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The world's most underrated historical figure

  1. Mar 24, 2005 #1
    Who do you believe to be the most unappreciated person in recorded history, or history overall?
  2. jcsd
  3. Mar 24, 2005 #2
    I would personally say Ludwig Boltzmann.

    Others: John Field (Irish composer)

    Or do you mean this kind of stuff..? :confused:
    Last edited: Mar 24, 2005
  4. Mar 24, 2005 #3
    david hilbert
  5. Mar 24, 2005 #4
    Imo, in the recorded history of science it's probably Hilbert or maybe Gauss.

    In overall history it's the guy that planted Newton's apple tree. :tongue2:
  6. Mar 24, 2005 #5
    George M. Schroder
  7. Mar 24, 2005 #6
    How about Hamilton? The latter part of his life was spent as a alcoholic... too bad for a man of his capabilities.
  8. Mar 24, 2005 #7

    Ivan Seeking

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    Either the person who invented toilet paper, Sonny Bono, or the first person to conceive of addition as a procedure that uses a symbol; not just as strikes in the dirt or scratches on the wall.
  9. Mar 24, 2005 #8
    True! :biggrin:

    At the time Darwin was developing his ideas about evolution another biologist called, Alfred Wallace was having the same thoughts and was developing the same theories. I'm not saying Wallace is the world's most unappreciated figure, but Darwin apparently got all the credit.
  10. Mar 24, 2005 #9
    how about:
    -- the caveman who drew the first rectangle, starting the symbolic revolution
    -- thales & pythagoras, who made the first mathematical proofs; the way math is done hasn't changed since their time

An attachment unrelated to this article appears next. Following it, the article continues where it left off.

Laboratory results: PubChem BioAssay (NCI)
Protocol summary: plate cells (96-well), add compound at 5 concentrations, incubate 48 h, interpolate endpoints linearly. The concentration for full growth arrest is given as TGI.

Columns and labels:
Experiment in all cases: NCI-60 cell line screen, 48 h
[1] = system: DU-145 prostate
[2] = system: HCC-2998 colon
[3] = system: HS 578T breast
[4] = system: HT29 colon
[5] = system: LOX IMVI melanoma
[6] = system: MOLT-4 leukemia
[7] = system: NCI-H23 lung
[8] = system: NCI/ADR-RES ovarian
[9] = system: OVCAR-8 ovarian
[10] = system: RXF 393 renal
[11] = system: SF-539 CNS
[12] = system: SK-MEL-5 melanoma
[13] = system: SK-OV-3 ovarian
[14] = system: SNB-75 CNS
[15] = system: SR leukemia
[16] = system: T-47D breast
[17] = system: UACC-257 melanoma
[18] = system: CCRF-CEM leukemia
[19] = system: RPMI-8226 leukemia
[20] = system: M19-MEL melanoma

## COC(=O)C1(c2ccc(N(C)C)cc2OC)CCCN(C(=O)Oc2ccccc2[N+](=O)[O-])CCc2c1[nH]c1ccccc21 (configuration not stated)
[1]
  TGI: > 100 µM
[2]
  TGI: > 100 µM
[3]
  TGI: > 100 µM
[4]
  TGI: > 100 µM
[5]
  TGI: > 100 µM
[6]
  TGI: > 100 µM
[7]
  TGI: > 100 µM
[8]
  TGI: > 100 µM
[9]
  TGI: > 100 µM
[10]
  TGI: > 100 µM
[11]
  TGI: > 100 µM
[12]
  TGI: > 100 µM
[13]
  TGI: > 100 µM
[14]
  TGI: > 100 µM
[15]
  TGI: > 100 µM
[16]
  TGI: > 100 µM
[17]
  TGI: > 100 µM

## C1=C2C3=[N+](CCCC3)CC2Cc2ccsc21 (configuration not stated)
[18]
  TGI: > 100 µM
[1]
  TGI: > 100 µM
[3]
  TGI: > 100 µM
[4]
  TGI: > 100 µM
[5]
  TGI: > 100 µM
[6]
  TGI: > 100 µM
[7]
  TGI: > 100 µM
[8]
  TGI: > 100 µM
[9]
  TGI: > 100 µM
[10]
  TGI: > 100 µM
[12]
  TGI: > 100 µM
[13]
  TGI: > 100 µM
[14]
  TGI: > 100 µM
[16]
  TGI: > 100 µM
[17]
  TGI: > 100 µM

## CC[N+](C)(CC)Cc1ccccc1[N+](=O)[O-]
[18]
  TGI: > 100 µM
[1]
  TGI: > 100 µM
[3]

-- julius caesar, the ralph nader of his day
    -- kepler, one of the giants whose shoulders newton stood on
    -- euclid, whose elements has been published more than any other book in history except the bible
    -- zheng he, chinese explorer
  11. Mar 24, 2005 #10
    Hammurabi (argh!!! I have to add some stuff becuase my message was too short). Gotta love the man who brought us this crazy thing called the law. Well, to be slightly more correct he enumerated his judgements (first written law code) and sent out scribes to read his codes to the people; moreover, he erected pillars with his judgements inscribed...
  12. Mar 24, 2005 #11
    Forrest Gump
  13. Mar 24, 2005 #12


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    Guttenberg. Not that he is unmentioned; he does get credit, but not nearly enough. I don't know that any one man has ever affected the course of history quite as much as he.
  14. Mar 24, 2005 #13
    George C. Marshall.
  15. Mar 24, 2005 #14


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    Michael Nesmith
  16. Mar 24, 2005 #15
    Me. I've yet to find a single history book that mentions my full name. (addenda to allow me to post, carry on)
  17. Mar 24, 2005 #16


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    That's Gutenberg, with one T, unless you mean Steve Guttenberg, the actor. :tongue2: Not to be anal, but I did a quick wiki search to verify you were talking about who I thought you were talking about, and ran into some momentary confusion.
  18. Mar 25, 2005 #17


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    Leonardo DaVinci, the quintessential renaissance man. Not that he was obscure, but his influence was deep and broad - both in science and art. He sends my WOW meter off the chart.
  19. Mar 25, 2005 #18
    Zeno. Hehehe...
  20. Mar 25, 2005 #19


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    I'm going to be pedantic (as usual) and say that the most underrated person will most likely be overlooked and not get a mention here.
  21. Mar 25, 2005 #20
    Loren Booda
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